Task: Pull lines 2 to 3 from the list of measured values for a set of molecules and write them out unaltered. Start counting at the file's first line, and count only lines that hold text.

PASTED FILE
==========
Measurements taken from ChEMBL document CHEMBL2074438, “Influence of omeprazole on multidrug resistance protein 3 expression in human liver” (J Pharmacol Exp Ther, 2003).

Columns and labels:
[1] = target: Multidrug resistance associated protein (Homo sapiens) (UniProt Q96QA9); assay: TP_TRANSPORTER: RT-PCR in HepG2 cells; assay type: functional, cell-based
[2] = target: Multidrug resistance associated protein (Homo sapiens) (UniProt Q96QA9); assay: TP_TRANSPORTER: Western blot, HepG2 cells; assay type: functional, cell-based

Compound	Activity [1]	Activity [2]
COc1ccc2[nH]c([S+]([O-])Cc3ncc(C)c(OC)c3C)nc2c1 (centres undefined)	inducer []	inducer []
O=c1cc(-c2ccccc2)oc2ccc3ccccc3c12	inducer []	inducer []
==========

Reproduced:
Columns and labels:
[1] = target: Multidrug resistance associated protein (Homo sapiens) (UniProt Q96QA9); assay: TP_TRANSPORTER: RT-PCR in HepG2 cells; assay type: functional, cell-based